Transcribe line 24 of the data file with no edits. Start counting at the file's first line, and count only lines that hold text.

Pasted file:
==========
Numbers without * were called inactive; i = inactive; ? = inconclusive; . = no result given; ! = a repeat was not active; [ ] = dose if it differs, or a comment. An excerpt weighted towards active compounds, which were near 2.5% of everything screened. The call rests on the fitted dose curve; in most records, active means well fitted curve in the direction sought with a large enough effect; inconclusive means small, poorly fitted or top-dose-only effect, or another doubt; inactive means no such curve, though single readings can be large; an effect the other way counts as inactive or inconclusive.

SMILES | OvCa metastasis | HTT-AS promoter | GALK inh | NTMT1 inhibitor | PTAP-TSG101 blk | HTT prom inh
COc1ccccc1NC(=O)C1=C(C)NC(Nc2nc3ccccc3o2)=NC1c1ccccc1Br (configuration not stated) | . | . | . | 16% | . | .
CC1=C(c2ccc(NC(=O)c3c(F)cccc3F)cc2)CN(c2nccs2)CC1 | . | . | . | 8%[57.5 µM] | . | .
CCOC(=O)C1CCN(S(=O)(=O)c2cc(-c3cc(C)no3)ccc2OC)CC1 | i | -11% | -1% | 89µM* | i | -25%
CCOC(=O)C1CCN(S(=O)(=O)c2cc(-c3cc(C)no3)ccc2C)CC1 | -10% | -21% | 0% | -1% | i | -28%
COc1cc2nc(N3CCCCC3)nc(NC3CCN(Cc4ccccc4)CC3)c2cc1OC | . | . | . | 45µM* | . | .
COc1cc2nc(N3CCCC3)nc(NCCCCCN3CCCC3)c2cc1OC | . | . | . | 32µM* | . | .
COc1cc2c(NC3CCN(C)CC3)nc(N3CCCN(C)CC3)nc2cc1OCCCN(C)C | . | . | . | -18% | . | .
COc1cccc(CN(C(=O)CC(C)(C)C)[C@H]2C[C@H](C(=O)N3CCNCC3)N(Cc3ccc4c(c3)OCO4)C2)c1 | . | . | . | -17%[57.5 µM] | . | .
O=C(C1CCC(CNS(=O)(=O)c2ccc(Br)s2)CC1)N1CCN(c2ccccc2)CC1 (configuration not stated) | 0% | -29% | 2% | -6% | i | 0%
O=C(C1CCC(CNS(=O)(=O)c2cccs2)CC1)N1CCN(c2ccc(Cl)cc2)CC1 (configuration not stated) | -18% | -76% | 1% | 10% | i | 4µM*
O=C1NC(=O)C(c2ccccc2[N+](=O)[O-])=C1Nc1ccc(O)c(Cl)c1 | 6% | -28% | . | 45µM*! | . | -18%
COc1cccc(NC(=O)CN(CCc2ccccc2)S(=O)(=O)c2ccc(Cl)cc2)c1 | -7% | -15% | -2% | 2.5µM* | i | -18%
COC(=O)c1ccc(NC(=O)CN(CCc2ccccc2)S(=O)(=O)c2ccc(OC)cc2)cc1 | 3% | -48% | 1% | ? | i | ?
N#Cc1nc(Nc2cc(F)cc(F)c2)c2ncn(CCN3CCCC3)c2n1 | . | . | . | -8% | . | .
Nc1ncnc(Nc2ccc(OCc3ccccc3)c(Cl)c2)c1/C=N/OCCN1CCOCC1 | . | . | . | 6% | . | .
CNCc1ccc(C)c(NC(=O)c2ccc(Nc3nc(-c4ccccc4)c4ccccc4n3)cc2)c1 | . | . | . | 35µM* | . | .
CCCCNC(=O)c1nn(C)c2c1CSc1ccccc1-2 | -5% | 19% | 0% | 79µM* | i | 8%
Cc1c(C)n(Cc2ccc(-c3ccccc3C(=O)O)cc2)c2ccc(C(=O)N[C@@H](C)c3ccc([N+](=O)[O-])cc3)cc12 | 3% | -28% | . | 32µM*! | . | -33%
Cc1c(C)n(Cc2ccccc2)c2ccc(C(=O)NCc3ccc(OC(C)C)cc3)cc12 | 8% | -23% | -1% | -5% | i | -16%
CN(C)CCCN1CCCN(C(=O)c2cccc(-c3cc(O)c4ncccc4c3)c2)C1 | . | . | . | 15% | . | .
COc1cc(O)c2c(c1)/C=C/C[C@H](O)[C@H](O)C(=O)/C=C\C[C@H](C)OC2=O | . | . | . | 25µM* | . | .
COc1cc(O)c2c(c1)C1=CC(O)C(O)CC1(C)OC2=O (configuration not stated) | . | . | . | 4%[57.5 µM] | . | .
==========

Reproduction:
COc1cc(O)c2c(c1)C1=CC(O)C(O)CC1(C)OC2=O (configuration not stated) | . | . | . | 4%[57.5 µM] | . | .